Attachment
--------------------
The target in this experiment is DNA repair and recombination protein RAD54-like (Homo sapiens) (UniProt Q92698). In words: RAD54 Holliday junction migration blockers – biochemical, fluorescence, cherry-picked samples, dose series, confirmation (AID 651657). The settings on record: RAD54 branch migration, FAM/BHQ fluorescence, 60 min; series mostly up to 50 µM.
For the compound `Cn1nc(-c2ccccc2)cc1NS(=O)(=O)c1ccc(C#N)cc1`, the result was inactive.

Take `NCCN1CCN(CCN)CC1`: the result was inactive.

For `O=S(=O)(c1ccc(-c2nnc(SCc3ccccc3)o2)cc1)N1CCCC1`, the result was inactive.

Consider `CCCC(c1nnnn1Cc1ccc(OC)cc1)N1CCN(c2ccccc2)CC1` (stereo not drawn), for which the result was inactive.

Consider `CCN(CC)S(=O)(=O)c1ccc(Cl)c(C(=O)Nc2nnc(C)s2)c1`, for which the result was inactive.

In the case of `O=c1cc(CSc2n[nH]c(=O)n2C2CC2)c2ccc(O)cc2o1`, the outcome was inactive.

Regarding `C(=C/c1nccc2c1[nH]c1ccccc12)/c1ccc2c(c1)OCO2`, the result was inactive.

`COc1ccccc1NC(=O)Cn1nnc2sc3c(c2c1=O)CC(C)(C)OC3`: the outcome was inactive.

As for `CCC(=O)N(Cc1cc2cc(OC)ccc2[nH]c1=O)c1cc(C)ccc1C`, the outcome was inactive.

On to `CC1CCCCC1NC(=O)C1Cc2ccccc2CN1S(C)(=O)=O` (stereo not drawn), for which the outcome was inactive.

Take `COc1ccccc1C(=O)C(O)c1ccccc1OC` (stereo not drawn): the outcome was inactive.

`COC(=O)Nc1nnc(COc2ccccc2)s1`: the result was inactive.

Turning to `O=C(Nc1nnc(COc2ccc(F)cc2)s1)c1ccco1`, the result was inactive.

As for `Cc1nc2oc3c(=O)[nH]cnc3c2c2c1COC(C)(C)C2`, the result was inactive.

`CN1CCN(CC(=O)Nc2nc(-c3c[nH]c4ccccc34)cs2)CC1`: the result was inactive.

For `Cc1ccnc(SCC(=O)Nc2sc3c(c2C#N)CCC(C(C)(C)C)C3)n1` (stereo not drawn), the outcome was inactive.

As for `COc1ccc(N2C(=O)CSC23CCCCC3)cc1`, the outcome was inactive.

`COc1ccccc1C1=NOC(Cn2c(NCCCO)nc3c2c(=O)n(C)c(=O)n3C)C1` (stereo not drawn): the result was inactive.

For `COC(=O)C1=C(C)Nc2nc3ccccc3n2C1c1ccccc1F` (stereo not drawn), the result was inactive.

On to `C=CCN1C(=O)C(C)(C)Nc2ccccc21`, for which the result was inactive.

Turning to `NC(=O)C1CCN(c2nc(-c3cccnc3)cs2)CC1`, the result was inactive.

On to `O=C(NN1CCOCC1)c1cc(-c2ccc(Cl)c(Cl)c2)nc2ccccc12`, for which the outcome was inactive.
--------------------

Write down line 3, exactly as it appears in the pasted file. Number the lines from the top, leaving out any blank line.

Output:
Take `NCCN1CCN(CCN)CC1`: the result was inactive.